“The proper study of mankind is man,” said Alexander Pope.

(However an ichthyologist noted, “If a fish could draw the tree of life, there’d be a fish on top.”)

In its early days the museum considered some homo sapiens to be superior to other homo sapiens. A mild form of racism, but one that persisted too long. The anthropology departments particularly thought some ethnic groups were superior to others, and, while not scientifically provable, in practice rich New Englanders were at the top of the tree.

Harry Shapiro was professionally qualified to head the department in the 20th century, but the name Shapiro helped erase the past sins of earlier department heads. A Jewish chairman of anthropology was an apology and an act of contrition on the part of the Museum.

His specialty was physical anthropology, particularly the measurement of human skulls. A human skull fits neatly in a shoebox. Dr. Shapiro had many behind his desk chair. Like a Florsheim salesman, he would reach behind his head, catch the box by the lid, flip the lid back and pull out a human skull. He was opening a number of boxes one day when he made a remark that showed he was Jewish.

“You know the proscription that we Jews have against marrying a Gentile? When I was digging up and measuring skulls in the Holy Land I discovered why the rabbis were against it. It was that I found so many Hebrews had married Philistines. The cranial measurements show intermarriage flourished.”

I watched the competition between the two schools of anthropology—physical and ethnic. If Dr. Shapiro’s expertise was the study of skulls and bones, Dr. Margaret Mead’s skills were in describing the customs of societies. Each anthropologist was knowledgeable about the other’s field, but each was a specialist.

At the time Harry Shapiro had an advantage: he decided how the department would be housed.  As I passed his office one day, I heard him say, “Margaret, there are other anthropologists in this department. They need room, too!”

It was the first time I heard this elegant man raise his voice.

Johanis Lokus (Loponiu), Margaret Mead, Petrus Pomat, Raphael Manuwai, John Kilipak with Manus children, 1953.

The most difficult scientist I had to deal with was Dr. Mead, the most famous anthropologist of the time, and a goddess-to-be in the world of feminism.

Margaret Mead returned with a good deal of film footage from a second trip to the island of Manus in the Pacific. She was scheduled to make an appearance on Adventure. A previous husband had made a classic film of her visit to a tribe in Bali, Dance and Trance in Bali, but it was obvious she had not spent much time in the editing room. Her new footage was delivered to our editing room. Two editors and I screened rushes with her.

She was a small woman, older; imperious at one moment and friendly the next.

Her new Samoa material was edited by Jerry Bender who had never gone to college, had never heard of the most celebrated name at the American Museum, and went on to make a fortune in feature film sound editing. The dialog between the scientist and the editor grew tense. Film was a language she did not understand. Anthropology was a discipline new to Jerry.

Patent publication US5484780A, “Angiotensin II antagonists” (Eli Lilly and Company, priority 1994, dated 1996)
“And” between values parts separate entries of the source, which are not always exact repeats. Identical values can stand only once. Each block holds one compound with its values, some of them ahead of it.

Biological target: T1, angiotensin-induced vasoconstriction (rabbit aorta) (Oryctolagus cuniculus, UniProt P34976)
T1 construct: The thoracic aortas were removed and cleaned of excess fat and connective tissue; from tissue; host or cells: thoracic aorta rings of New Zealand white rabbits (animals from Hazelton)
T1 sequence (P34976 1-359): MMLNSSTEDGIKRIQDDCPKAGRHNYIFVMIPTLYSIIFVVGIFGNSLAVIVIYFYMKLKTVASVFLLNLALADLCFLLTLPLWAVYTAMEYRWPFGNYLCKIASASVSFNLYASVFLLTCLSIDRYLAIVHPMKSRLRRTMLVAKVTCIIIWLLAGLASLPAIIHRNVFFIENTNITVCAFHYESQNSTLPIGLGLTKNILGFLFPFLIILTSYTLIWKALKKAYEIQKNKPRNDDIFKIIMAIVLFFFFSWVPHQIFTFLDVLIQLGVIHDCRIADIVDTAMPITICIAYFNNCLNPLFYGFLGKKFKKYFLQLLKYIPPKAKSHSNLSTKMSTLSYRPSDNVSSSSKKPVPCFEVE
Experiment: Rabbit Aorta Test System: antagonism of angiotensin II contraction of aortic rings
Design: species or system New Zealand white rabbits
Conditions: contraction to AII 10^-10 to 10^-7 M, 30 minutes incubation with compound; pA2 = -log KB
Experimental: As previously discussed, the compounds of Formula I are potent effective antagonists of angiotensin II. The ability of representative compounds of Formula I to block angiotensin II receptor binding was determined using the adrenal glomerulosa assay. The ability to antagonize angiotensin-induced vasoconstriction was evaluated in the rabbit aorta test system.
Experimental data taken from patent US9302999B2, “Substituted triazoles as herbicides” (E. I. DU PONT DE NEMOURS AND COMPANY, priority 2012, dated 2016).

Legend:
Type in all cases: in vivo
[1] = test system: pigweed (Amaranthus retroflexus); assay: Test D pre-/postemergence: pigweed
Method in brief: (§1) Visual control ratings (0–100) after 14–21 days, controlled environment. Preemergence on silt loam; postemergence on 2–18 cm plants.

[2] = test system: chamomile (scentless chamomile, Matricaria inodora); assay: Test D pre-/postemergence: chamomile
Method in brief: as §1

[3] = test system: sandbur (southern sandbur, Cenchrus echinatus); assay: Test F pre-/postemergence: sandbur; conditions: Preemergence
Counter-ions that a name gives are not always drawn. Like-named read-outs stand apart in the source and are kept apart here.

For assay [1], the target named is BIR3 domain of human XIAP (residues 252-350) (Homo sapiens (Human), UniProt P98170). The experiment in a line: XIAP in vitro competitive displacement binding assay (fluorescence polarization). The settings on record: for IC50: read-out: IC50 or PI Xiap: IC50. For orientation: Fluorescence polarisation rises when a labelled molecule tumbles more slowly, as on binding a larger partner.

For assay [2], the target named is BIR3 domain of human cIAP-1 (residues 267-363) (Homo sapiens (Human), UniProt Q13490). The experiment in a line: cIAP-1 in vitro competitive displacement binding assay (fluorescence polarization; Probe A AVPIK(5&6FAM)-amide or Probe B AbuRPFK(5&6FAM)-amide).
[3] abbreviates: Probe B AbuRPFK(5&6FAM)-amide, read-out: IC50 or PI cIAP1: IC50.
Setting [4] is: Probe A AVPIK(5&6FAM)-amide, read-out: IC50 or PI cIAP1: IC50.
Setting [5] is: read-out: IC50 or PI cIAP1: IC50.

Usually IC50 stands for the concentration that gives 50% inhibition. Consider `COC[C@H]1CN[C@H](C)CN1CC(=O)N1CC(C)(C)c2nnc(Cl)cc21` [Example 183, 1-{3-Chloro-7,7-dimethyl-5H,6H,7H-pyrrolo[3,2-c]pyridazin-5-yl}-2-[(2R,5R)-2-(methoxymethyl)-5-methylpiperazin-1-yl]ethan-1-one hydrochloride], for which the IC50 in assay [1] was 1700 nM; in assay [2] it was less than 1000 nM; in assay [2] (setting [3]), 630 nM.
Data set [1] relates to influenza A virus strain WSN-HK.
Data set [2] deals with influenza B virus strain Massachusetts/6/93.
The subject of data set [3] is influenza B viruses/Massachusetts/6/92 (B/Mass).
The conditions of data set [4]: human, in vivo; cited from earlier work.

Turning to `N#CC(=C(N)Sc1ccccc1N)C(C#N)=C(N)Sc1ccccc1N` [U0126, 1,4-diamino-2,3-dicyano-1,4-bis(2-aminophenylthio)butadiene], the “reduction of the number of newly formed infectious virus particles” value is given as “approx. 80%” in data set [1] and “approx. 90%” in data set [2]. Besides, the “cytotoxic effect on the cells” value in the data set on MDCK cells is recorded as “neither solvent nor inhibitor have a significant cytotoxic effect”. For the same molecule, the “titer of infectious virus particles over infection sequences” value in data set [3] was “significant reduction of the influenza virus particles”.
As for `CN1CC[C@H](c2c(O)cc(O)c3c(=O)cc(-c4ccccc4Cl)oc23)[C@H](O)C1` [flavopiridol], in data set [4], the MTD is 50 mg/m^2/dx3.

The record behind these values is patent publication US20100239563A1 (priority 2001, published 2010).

I tried to act as a Rosetta Stone, but I couldn’t reach either.

“Mr. Bender you cannot put that picture there! I took it another day!” she said.

“Honey, I have to get from one moving shot to another. I need a still shot in between.”

“That man is not from this tribe!”

Jerry exploded “Dr. Mead, you take care of the fuckin’ anthropology, and I’ll take care of the fuckin fillum.”

I said, “Margaret, please give us an hour or two.”

When she came back we showed her the rough cut. It pleased her.

“Jerry, you’re right. You take care of the fillum, and I’ll take care of the anthropology.”

Previously, during the delivery of her daughter, the birth was filmed in close-up, but when she appeared on the set of Adventure she was concerned about her looks. I was directing, Charles Collingwood was the narrator, and Joe Papp was the floor director. Dr. Mead’s close-up was to be from a camera over the shoulder of the questioner. But on my screen she was in profile, not in full face. It took me a moment to understand why. She wasn’t looking at Collingwood; she was staring at her image on a floor monitor. She made eye contact only with herself.

“Papp,” I yelled, “Don’t let her see the monitors.”

There was scurrying and noise as the monitors were shifted. Finally the scientist had no choice but to look at the correspondent. Angrily, I thought.

She wasn’t angry the next time I saw her. In the months following she had received many compliments because of her first television appearance.

It was at a “dinosaur stew” lunch at the staff cafeteria. She thanked Jerry and me and brought me a fresh coffee when she went back for her own refill.

She said, “Harry Shapiro told me I looked young and wonderful on live TV. So did my daughter.”



Center to Right: Perry Wolfe, Jac Venza and Mike Wallace, CBS Adventure Series, (photo: Landov), http://perrymilleradato.com/about/

CBS Studio Shoot, (photo: Landov), http://perrymilleradato.com/about/

Perry Wolff at CBS, Adventure Series, (photo: Landov), http://perrymilleradato.com/about/

Johanis Lokus (Loponiu), Margaret Mead, Petrus Pomat, Raphael Manuwai, John Kilipak with Manus children, 1953, https://www.loc.gov/exhibits/mead/field-manus.html